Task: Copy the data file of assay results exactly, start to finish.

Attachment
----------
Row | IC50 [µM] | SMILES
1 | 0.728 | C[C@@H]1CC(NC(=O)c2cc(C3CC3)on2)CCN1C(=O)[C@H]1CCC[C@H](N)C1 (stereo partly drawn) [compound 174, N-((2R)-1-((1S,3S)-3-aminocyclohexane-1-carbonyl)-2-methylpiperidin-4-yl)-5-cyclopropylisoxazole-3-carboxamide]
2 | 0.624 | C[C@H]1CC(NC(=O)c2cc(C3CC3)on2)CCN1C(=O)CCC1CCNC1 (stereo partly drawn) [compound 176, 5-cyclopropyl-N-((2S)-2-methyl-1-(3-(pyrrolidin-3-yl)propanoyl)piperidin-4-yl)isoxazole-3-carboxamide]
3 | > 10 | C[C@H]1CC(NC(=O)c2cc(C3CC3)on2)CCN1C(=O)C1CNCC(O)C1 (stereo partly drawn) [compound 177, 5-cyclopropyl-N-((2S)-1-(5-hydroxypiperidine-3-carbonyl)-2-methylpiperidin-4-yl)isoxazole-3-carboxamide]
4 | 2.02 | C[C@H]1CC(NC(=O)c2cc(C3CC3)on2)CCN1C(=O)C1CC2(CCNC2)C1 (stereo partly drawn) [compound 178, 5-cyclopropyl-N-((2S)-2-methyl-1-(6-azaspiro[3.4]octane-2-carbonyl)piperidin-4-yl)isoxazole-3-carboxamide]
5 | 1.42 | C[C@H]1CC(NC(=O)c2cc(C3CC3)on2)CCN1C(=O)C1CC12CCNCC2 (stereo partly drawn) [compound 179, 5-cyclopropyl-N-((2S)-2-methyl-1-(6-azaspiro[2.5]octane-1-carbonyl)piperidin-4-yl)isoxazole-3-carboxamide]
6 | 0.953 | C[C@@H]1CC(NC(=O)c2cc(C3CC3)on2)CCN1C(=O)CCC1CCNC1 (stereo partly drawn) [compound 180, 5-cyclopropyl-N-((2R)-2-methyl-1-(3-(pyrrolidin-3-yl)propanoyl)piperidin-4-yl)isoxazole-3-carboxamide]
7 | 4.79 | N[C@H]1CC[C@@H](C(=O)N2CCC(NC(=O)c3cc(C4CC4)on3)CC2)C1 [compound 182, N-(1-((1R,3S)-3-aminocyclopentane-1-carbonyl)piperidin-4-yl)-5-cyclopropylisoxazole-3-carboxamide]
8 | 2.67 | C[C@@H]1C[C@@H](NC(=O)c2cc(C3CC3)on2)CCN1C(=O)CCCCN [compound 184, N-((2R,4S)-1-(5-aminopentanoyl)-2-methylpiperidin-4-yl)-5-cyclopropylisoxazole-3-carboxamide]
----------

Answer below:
Row | IC50 [µM] | SMILES
1 | 0.728 | C[C@@H]1CC(NC(=O)c2cc(C3CC3)on2)CCN1C(=O)[C@H]1CCC[C@H](N)C1 (stereo partly drawn) [compound 174, N-((2R)-1-((1S,3S)-3-aminocyclohexane-1-carbonyl)-2-methylpiperidin-4-yl)-5-cyclopropylisoxazole-3-carboxamide]
2 | 0.624 | C[C@H]1CC(NC(=O)c2cc(C3CC3)on2)CCN1C(=O)CCC1CCNC1 (stereo partly drawn) [compound 176, 5-cyclopropyl-N-((2S)-2-methyl-1-(3-(pyrrolidin-3-yl)propanoyl)piperidin-4-yl)isoxazole-3-carboxamide]
3 | > 10 | C[C@H]1CC(NC(=O)c2cc(C3CC3)on2)CCN1C(=O)C1CNCC(O)C1 (stereo partly drawn) [compound 177, 5-cyclopropyl-N-((2S)-1-(5-hydroxypiperidine-3-carbonyl)-2-methylpiperidin-4-yl)isoxazole-3-carboxamide]
4 | 2.02 | C[C@H]1CC(NC(=O)c2cc(C3CC3)on2)CCN1C(=O)C1CC2(CCNC2)C1 (stereo partly drawn) [compound 178, 5-cyclopropyl-N-((2S)-2-methyl-1-(6-azaspiro[3.4]octane-2-carbonyl)piperidin-4-yl)isoxazole-3-carboxamide]
5 | 1.42 | C[C@H]1CC(NC(=O)c2cc(C3CC3)on2)CCN1C(=O)C1CC12CCNCC2 (stereo partly drawn) [compound 179, 5-cyclopropyl-N-((2S)-2-methyl-1-(6-azaspiro[2.5]octane-1-carbonyl)piperidin-4-yl)isoxazole-3-carboxamide]
6 | 0.953 | C[C@@H]1CC(NC(=O)c2cc(C3CC3)on2)CCN1C(=O)CCC1CCNC1 (stereo partly drawn) [compound 180, 5-cyclopropyl-N-((2R)-2-methyl-1-(3-(pyrrolidin-3-yl)propanoyl)piperidin-4-yl)isoxazole-3-carboxamide]
7 | 4.79 | N[C@H]1CC[C@@H](C(=O)N2CCC(NC(=O)c3cc(C4CC4)on3)CC2)C1 [compound 182, N-(1-((1R,3S)-3-aminocyclopentane-1-carbonyl)piperidin-4-yl)-5-cyclopropylisoxazole-3-carboxamide]
8 | 2.67 | C[C@@H]1C[C@@H](NC(=O)c2cc(C3CC3)on2)CCN1C(=O)CCCCN [compound 184, N-((2R,4S)-1-(5-aminopentanoyl)-2-methylpiperidin-4-yl)-5-cyclopropylisoxazole-3-carboxamide]